NCPA - National Center for Policy Analysis

High-Achieving Low-Income Students Lack College Information

September 3, 2013

Ask any high school student in a well-heeled suburban community around the United States the best strategy for applying to college and chances are you'll hear something like this: apply to several schools, mostly with students whose grades and test scores are similar to your own. But be sure to include one or two "safeties" at which admission is all but guaranteed and a couple of "reaches." And data on the colleges to which high-achieving, high-income students apply and that they attend suggest that they are paying attention. The situation for low-income students appears to be quite different, say Caroline Hoxby, professor of economics at Stanford University, and Sarah Turner, professor of economics and education at the University of Virginia.

The vast majority of even very high achieving students from low-income families do not apply to a single selective college or university. In other words, having worked hard in high school to prepare themselves well for college, they do not even apply to the colleges whose curriculum is most geared toward students with their level of preparation.

This is particularly puzzling because there are good reasons why many of these students should attend more-selective colleges.

  • First, they are likely to succeed if they do. The high-achieving, low-income students who do apply are admitted, enroll, progress and graduate at the same rates as high-income students with equivalent test scores and grades.
  • Second, taking into account financial aid, low-income students generally face lower net costs at selective institutions than at the far less-selective institutions with fewer resources that most of them attend.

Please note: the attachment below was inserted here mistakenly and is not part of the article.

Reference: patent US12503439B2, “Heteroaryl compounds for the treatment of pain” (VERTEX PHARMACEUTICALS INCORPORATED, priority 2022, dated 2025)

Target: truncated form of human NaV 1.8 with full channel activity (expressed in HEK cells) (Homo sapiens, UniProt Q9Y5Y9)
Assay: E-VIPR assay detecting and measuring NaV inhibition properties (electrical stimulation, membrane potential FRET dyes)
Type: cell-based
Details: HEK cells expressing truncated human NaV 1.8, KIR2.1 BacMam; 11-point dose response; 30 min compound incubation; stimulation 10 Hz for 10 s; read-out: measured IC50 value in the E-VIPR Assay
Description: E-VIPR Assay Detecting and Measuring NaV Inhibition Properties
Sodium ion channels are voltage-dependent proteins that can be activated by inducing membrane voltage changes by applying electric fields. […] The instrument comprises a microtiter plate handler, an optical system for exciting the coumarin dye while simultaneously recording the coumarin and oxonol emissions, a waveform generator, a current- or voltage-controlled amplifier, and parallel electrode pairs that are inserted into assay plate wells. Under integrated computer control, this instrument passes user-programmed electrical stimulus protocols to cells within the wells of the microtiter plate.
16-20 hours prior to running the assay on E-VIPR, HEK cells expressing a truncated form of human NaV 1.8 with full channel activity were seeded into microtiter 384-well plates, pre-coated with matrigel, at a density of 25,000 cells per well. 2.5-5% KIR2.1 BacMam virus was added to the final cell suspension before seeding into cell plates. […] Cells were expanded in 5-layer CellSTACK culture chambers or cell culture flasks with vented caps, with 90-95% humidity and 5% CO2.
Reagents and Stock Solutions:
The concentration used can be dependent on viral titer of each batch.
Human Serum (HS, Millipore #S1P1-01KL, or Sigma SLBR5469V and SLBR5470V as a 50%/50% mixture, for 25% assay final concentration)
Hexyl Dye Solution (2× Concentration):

One potential explanation for this pattern of behavior is that high-achieving, low-income students do not have access to good information about college quality and costs.

  • These students are dispersed throughout the country and are often the only high-achieving student or one of just a few such students in their school.
  • Thus, their high school counselor is unlikely to have much expertise regarding selective colleges and likely to be focused on other issues. Nor are recruiting visits to their high school or community likely to be cost-effective for college admissions staff.
  • Moreover, it is often the case that neither parents nor other trusted adults are able to fill the deficit in information about college quality and costs for high-achieving low-income students.
  • In short, traditional information channels may bypass high-achieving, low-income students, even if a counselor conscientiously does everything that he or she can for these students.

Source: Caroline Hoxby and Sarah Turner, "Expanding College Opportunities," Education Next, August 2013.


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